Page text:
Physical distinction between mixing and ergodicity

How can one in a very contrasting manner distinguish between the physical meaning of mixing dynamics and that of ergodic dynamics? More precisely, is one a stronger condition than the other? (which begs to ask questions such as: are ergodic systems also mixing? or vice-versa).

Usually by "mixing" one means the quick decorrelation of system properties (more correctly averages of system properties) from the initial conditions. On the other hand, rather similarly by ergodicity one means equal time and ensemble averages independently of initial conditions. Please feel free to use examples that you see fit, in order to shed a clear light on the difference behind these two concepts.

Mixing is a very physically intuitive concept: a set of particles saitsfying a small spread of uncertainty in their initial conditions, follow paths that enter (nearly) into (nearly) any region, and in a relatively "uniform" way: After sufficiently long a period of time, the percentage of them found within in that region, even within a short period, is proportional to the volume of the region.

Consider the following intuitive example. We consider a (small) amount of uncertainty in the initial conditions, which means we consider not a point but a small volume to begin with. Picture it as being a bit of black colour in the phase space, where the rest of the phase space is white. Now suppose the dynamics really is mixing: somebody is stirring the phase space as if it were a can of paint (into which we put this bit of colour). If the dynamics is truly "mixing", then after a while, the colour will be, as far as the eye can tell, more or less evenly spread throughout the phase space. This is the intuitive example of "mixing" dynamics. Another way of putting this is, even a small deviation in the initial condition eventually results in a large deviation in the state.

Ergodicity is more of a mathematical notion than a physical notion. It means that the time averages are (nearly always) equal to the phase averages. This is the "dual" to the above notion. The ergodic theorem says that this holds as long as the phase space cannot be decomposed into two disjoint invariant subsets of positive measure ("metric transitivity") . Well, you could be generous and say that this is physical too.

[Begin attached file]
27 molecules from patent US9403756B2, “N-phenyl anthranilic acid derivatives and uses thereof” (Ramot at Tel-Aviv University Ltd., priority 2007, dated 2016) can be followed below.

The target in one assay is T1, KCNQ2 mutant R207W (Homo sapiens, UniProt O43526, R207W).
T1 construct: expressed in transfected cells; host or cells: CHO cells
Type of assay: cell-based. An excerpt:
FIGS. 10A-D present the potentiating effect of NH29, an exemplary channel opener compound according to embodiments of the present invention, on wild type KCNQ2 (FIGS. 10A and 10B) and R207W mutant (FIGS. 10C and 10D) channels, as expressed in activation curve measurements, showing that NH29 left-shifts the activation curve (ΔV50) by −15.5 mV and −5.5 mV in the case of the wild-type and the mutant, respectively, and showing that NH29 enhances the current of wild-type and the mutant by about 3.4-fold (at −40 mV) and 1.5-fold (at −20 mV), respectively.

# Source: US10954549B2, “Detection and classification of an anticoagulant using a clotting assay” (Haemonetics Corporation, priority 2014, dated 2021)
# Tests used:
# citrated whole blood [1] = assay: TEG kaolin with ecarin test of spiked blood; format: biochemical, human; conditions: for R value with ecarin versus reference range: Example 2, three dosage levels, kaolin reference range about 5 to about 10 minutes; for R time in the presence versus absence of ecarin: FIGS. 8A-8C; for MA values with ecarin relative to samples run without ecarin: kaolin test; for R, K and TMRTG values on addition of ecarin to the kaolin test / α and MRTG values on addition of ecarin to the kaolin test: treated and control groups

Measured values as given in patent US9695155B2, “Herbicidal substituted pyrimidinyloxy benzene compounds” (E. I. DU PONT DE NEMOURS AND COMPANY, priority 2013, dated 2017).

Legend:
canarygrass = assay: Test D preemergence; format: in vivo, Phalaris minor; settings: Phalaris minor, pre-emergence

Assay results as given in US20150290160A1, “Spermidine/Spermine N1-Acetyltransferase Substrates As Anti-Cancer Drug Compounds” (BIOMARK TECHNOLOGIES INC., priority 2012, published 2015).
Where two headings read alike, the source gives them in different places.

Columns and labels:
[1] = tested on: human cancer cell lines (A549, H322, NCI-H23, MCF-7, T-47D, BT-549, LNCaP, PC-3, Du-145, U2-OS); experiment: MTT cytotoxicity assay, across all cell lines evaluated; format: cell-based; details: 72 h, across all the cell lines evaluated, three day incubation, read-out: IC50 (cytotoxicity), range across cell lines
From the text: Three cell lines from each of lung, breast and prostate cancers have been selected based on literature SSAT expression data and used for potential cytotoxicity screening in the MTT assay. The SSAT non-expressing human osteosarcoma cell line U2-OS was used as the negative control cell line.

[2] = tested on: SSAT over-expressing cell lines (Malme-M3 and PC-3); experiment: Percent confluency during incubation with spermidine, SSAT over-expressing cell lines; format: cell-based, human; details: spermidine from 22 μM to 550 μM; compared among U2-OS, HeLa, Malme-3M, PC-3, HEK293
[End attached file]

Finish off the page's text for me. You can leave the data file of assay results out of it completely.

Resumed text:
A trivial example of ergodic dynamics is irrational rotation on the torus. consider the two-dimensional surface of a three-dimenional doughnut. Or, what is the same, consider the unit square with its edges identified, so a particle that reaches the boundary immediately re-appears at the opposite edge. The dynamics is simple unaccelerated free motion. The initial condition consists of the initial position plus a velocity vector. If the slope of the velocity vector is rational number, the particle will eventually return to its original position and the motion is not ergodic since there are regions it will never reach. But such initial conditions constitute a set of measure zero. "Nearly all" initial conditions have a velocity vector with irrational slope. On such trajectories, the time average of an observable equals the phase average. So this dynamical system is ergodic.

• I am being very sloppy about the mathematical details, without actually introducing any conceptual confusions. I hopp..... – joseph f. johnson Dec 6 '15 at 0:34
• I agree with your starting points, but i think you re wrong about your last point: ergodicity does imply the average time spent in a region is proportional to its corresponding measure. To see this, take the two average expressions (time and phase space ave) for the indicator function as the phase function we are interested to average, then it follows immediately that the time average reduces to the fraction of time spent in the region, and the phase average simply reduces to the measure of that region. – user929304 Dec 6 '15 at 1:12
• True. I was too sloppy. I will think how to express in words this "uniform"...that is partly the difference, I think. – joseph f. johnson Dec 6 '15 at 2:36